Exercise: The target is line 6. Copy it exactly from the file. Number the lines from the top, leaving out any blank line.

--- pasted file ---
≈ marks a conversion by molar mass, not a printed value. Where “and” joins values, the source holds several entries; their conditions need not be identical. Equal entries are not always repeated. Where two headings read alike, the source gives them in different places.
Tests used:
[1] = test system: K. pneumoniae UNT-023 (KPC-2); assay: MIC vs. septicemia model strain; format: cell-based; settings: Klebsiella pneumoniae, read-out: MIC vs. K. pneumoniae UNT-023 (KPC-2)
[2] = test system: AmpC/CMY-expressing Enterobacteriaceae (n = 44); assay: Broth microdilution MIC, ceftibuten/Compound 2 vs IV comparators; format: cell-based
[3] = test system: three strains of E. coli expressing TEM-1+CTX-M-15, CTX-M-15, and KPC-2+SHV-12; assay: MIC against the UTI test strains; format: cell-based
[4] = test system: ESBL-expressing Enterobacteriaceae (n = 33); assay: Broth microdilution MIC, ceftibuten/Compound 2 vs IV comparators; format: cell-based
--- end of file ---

[4] = test system: ESBL-expressing Enterobacteriaceae (n = 33); assay: Broth microdilution MIC, ceftibuten/Compound 2 vs IV comparators; format: cell-based